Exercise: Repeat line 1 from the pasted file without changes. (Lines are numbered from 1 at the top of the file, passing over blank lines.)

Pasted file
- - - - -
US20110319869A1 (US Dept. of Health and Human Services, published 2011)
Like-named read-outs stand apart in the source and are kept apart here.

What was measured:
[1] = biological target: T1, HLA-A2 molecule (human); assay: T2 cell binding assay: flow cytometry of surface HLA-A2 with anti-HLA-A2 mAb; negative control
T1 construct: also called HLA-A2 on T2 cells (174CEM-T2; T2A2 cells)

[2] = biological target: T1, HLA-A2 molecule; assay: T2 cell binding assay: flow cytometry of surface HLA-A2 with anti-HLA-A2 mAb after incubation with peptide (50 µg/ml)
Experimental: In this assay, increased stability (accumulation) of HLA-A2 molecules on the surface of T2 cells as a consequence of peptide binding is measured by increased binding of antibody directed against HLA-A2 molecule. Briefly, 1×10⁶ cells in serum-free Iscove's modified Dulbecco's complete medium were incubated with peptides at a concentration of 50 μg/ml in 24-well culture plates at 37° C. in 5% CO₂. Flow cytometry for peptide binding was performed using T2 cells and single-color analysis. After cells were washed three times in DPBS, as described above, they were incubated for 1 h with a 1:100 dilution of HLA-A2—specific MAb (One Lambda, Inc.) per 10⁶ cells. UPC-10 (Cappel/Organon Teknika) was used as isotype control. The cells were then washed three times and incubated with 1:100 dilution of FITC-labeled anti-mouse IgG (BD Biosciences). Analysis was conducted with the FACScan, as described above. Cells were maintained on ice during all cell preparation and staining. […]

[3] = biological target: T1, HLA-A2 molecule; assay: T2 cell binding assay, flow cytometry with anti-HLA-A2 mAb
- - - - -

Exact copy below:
US20110319869A1 (US Dept. of Health and Human Services, published 2011)